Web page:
LAS VEGAS (KLAS) — Two U.S. representatives responsible for the agreement between Nevada, California and Arizona visited Lake Mead Friday to publicize that pact. Announced Monday, those three lower basin states pledged to cut their water usage by 3 million acre-feet, or about 20% of the total water used from the river.

Rep. Susie Lee (D-Nevada) and Rep. David Valadao (R-CA) told a group of reporters and photographers that Valadao was visiting Southern Nevada to familiarize himself with the district. However, when pressed for details on the water conservation agreement, officials were unable to offer any specifics on their strategy to accomplish that measure, except to say they would be offering financial incentives to farmers and other big water users who have not to date volunteered to increase their efforts conserve any more of the waning Colorado River supply.

The agreement is a response to last month’s announcement by the Bureau of Reclamation that the federal government would intervene and seek the public’s input on how all seven states that rely on Colorado River water would move forward with their conservation efforts since the states failed to renew their century-old pact.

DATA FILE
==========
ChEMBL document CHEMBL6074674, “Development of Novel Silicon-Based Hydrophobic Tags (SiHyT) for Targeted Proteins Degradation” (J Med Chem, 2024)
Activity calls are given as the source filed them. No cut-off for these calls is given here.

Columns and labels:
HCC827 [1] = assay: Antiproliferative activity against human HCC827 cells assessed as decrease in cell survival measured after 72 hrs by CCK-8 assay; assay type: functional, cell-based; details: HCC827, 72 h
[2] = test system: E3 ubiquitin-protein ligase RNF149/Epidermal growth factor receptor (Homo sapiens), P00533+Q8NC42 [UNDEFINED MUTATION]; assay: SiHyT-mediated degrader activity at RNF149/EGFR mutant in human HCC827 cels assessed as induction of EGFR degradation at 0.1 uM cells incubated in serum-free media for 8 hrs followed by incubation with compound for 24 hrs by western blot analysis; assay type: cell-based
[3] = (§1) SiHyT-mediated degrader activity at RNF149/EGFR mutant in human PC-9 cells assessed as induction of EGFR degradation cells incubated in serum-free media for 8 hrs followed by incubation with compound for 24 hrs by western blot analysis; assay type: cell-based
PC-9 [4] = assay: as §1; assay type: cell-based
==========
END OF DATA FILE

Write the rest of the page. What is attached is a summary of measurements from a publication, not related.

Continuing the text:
Many of the provisions from that agreement expire in 2026. Reclamation has temporarily suspended its intervention but still needs to approve the states’ compact.

“What this agreement does is buy us three and a half years,” Lee said from an overlook high above Lake Mead. “We are still in the middle of a drought even though we had an incredible snow-packed year. As you can see lake mead is still at thirty percent of its capacity and so our hope is during this interim we can come to an agreement on using water more efficiently.”

8 News Now reported on Monday that the proposal calls for the majority of the water savings – 2.3 million acre-feet — will be saved by compensating Native American tribes and some irrigation districts with money from the Inflation Reduction Act to use less water. The rest of the water savings will come from Nevada, Arizona, and California. An acre-foot of water is roughly enough to serve two to three U.S. households annually.

Nevada is on pace to use 210,000 acre-feet this year, which is well below the state’s drought-adjusted allotment. If the state stays on that pace, usage will be down about 14,000 acre-feet compared to 2022.